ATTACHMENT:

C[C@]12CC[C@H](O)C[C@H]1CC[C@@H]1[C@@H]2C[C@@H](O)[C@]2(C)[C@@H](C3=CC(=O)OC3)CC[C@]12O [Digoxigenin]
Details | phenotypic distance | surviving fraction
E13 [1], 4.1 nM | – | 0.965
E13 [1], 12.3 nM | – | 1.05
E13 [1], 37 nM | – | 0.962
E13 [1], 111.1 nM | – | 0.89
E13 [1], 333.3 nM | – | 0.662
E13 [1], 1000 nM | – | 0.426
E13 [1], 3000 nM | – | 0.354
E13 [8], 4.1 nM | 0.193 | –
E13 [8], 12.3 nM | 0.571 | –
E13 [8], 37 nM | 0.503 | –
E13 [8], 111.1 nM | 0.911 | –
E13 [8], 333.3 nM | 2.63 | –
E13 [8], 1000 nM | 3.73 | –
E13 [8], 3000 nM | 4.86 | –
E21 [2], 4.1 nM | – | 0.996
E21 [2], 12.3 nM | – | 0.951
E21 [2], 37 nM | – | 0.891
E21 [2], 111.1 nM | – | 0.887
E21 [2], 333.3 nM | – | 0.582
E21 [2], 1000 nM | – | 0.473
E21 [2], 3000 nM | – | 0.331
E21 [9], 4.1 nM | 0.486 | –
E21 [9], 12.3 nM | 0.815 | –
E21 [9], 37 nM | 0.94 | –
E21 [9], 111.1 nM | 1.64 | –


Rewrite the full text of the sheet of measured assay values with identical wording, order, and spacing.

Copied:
C[C@]12CC[C@H](O)C[C@H]1CC[C@@H]1[C@@H]2C[C@@H](O)[C@]2(C)[C@@H](C3=CC(=O)OC3)CC[C@]12O [Digoxigenin]
Details | phenotypic distance | surviving fraction
E13 [1], 4.1 nM | – | 0.965
E13 [1], 12.3 nM | – | 1.05
E13 [1], 37 nM | – | 0.962
E13 [1], 111.1 nM | – | 0.89
E13 [1], 333.3 nM | – | 0.662
E13 [1], 1000 nM | – | 0.426
E13 [1], 3000 nM | – | 0.354
E13 [8], 4.1 nM | 0.193 | –
E13 [8], 12.3 nM | 0.571 | –
E13 [8], 37 nM | 0.503 | –
E13 [8], 111.1 nM | 0.911 | –
E13 [8], 333.3 nM | 2.63 | –
E13 [8], 1000 nM | 3.73 | –
E13 [8], 3000 nM | 4.86 | –
E21 [2], 4.1 nM | – | 0.996
E21 [2], 12.3 nM | – | 0.951
E21 [2], 37 nM | – | 0.891
E21 [2], 111.1 nM | – | 0.887
E21 [2], 333.3 nM | – | 0.582
E21 [2], 1000 nM | – | 0.473
E21 [2], 3000 nM | – | 0.331
E21 [9], 4.1 nM | 0.486 | –
E21 [9], 12.3 nM | 0.815 | –
E21 [9], 37 nM | 0.94 | –
E21 [9], 111.1 nM | 1.64 | –